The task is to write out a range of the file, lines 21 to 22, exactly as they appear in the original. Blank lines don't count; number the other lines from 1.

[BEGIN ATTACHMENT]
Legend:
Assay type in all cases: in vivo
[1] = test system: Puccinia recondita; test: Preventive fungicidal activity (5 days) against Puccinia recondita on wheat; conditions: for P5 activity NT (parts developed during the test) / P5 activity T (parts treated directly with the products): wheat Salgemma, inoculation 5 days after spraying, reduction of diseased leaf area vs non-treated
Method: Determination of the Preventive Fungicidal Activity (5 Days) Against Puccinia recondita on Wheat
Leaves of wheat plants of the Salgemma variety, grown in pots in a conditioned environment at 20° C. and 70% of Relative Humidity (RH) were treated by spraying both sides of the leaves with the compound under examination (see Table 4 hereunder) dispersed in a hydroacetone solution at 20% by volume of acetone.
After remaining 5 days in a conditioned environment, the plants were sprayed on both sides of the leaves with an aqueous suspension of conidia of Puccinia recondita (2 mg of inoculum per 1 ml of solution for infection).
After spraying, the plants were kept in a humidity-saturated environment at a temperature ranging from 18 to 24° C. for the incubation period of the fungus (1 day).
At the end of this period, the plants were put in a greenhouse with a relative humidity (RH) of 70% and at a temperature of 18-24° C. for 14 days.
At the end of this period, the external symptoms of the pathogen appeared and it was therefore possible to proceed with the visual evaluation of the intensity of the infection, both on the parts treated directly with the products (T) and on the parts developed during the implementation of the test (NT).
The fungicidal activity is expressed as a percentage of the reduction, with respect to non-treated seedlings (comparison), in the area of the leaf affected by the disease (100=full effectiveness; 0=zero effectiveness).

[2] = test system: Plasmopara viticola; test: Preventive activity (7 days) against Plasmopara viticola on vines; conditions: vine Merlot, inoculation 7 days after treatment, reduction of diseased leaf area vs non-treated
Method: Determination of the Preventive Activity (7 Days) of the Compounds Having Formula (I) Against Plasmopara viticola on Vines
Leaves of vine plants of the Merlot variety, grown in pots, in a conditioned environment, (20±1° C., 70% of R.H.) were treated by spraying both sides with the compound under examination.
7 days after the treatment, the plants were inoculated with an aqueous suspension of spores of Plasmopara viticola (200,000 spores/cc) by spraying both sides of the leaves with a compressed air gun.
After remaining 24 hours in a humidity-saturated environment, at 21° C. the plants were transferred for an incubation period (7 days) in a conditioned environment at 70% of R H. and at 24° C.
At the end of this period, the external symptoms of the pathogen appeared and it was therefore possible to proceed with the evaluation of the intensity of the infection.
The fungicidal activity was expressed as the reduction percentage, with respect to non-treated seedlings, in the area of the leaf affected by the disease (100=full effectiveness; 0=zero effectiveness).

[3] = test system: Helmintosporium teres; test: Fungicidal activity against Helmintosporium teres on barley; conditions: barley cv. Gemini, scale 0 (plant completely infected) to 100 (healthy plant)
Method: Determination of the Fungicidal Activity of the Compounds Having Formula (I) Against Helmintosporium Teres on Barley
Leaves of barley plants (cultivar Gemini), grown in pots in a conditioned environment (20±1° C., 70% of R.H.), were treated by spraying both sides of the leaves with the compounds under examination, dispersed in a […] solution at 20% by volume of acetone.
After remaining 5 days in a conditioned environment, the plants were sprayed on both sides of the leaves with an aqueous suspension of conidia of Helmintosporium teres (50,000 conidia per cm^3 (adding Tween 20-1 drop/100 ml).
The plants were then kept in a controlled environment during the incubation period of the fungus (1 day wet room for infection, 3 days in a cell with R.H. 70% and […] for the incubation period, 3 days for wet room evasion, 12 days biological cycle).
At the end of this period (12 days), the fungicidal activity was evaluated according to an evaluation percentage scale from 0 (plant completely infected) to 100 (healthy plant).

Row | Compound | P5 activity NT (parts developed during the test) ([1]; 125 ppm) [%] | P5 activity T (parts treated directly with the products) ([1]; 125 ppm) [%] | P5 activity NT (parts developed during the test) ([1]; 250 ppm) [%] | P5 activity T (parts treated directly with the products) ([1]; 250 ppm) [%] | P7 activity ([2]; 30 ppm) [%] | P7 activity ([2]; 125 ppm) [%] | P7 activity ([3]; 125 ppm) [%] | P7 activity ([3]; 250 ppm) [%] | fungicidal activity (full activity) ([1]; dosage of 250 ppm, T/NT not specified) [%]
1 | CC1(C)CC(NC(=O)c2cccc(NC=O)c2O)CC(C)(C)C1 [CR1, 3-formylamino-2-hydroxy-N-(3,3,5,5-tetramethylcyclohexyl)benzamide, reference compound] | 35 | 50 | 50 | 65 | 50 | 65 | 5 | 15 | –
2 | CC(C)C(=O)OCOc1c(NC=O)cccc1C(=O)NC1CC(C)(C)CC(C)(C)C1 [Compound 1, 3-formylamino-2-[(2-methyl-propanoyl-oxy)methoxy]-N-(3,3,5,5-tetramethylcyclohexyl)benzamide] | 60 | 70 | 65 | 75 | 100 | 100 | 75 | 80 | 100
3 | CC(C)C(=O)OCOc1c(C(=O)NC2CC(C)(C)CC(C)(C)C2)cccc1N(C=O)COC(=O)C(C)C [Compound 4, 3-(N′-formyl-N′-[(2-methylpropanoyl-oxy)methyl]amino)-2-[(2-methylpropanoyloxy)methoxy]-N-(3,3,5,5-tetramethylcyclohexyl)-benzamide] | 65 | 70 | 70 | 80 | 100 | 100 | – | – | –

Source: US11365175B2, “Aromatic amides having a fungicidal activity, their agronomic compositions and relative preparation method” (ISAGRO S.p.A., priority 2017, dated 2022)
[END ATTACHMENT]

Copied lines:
After remaining 5 days in a conditioned environment, the plants were sprayed on both sides of the leaves with an aqueous suspension of conidia of Helmintosporium teres (50,000 conidia per cm^3 (adding Tween 20-1 drop/100 ml).
The plants were then kept in a controlled environment during the incubation period of the fungus (1 day wet room for infection, 3 days in a cell with R.H. 70% and […] for the incubation period, 3 days for wet room evasion, 12 days biological cycle).